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Around The Arts

September 4, 2010

Around the Arts: Area offers many opportunities to take a hands-on approach to art

Summer, which is widely recognized as the most relaxing time of year, can actually be extremely busy _ whether at work, traveling or keeping up with family. But, this fall, take the opportunity to do something for yourself. There is an abundance of hands-on learning opportunities offered by area art galleries and colleges.

On a search for a gift this summer, I walked into Studio 52 on Pioneer Street in Cooperstown, a new venue that carries custom jewelry. Owner and artist Dory Dawson hosts beading classes for groups or individuals. I discovered 1) a potential new hobby for the winter and 2) a way to create some holiday gifts. The studio has a great counter area designed specifically for creating jewelry. She invites those who are interested to join her at the counter to create their own works of art. For a small fee she provides some materials and her expertise. You can visit to arrange a time to create jewelry. I hope to join Studio 52 this fall to learn a new craft.

After stumbling upon this opportunity I began exploring, and I discovered there are many ways to turn art into a fall and winter hobby. Right across the street from Studio 52 is the Smithy-Pioneer Art Gallery. This fall, in addition to its well-known pottery classes, they will offer a knitting class (Saturdays beginning Sept. 25), a cake-decorating workshop (Nov. 6, 13 and 20) and a bread-baking workshop (Oct. 22, 23 and 24), among many others. On Sept. 9, The Smithy will host an African Music Concert and Drumming Workshop. Children and adults can try their hand at drumming (pardon the pun) from Malian master percussionist Baye Kouyate. The Smithy is also offering several acting and performance classes for children and adults.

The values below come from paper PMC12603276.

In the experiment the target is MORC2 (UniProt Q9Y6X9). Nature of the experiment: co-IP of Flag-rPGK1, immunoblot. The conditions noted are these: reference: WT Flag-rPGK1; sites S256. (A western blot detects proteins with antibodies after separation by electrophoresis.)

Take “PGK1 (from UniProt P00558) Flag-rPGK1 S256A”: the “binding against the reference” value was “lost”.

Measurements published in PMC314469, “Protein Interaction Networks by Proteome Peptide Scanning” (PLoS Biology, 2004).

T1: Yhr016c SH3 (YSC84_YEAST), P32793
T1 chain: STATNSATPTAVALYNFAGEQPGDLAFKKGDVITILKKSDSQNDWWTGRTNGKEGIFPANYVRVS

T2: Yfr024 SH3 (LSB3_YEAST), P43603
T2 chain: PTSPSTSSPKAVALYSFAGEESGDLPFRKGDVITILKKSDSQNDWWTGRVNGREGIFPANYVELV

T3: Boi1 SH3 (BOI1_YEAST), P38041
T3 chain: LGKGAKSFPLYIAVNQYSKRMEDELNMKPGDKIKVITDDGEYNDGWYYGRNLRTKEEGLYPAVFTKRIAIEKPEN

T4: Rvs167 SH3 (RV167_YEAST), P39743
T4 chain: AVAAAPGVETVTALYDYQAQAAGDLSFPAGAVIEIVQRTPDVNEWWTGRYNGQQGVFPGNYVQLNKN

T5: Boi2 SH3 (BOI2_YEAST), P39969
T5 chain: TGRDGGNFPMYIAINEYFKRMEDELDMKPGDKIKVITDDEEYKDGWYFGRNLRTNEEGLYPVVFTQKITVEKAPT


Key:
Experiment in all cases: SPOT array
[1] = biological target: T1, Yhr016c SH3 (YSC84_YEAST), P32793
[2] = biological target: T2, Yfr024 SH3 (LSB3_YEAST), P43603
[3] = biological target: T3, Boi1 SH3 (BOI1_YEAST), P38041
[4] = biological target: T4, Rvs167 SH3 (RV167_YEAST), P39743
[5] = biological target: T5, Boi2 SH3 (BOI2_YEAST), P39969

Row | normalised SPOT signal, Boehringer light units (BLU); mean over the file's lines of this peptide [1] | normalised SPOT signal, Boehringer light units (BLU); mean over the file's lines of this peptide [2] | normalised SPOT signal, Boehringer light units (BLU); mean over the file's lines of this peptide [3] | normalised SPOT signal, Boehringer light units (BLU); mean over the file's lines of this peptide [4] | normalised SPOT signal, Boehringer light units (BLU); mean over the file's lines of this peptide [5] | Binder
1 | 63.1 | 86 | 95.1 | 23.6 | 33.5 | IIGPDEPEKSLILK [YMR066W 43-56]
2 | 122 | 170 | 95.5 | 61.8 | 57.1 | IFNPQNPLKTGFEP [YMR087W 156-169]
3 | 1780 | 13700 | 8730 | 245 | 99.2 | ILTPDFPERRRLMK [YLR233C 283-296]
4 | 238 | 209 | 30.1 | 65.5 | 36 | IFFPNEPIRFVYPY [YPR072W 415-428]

On U.S. Route 20 in Sharon Springs I found Chartwell Studios, where drawing, marblizing and furniture painting classes will be held. The marbleizing classes teach the art of creating faux finishes — a handy skill to have, particularly for do-it-yourselfers. You can call (518) 284-2646 for more information on these classes.

The Studio for Art and Craft in Cobleskill also offers many creative classes, including those in jewelry-making, pottery, stained glass, fused glass, metalsmithing and more. I love that many area organizations offer their classes at varying times to make attending convenient for many schedules. For example, every other Saturday afternoon, The Studio for Art and Craft offers a $5 "make n' take class, so students can explore a new art form. Check for more information.

The State University College at Oneonta has a large continuing education program, with many opportunities for creating works of art. The college is offering a creative writing workshop (Tuesdays beginning Oct. 5), The Art of Cake Decorating, (Sept. 21 for beginners) The Art of Bow Making (Nov. 15) and The Art of Sushi Making (Nov. 11). Call 436-2548 for more information. There is tuition for many of these workshops, but you generally leave with a piece of artwork or more.

If you feel like you can't accommodate the current class schedule at your local art center, make a recommendation for a new time that might work for you and others in a similar situation.

Or you can visit your local craft store for materials and pick up a book at your library to create something on your own.

What is the one creative outlet you always wished you had explored? This fall, take the time to make it happen.

Brittany Lesavoy is secretary of ArtsOtsego, the alliance of Otsego County arts organizations, and director of public relations for Glimmerglass Opera. Column ideas may be sent to

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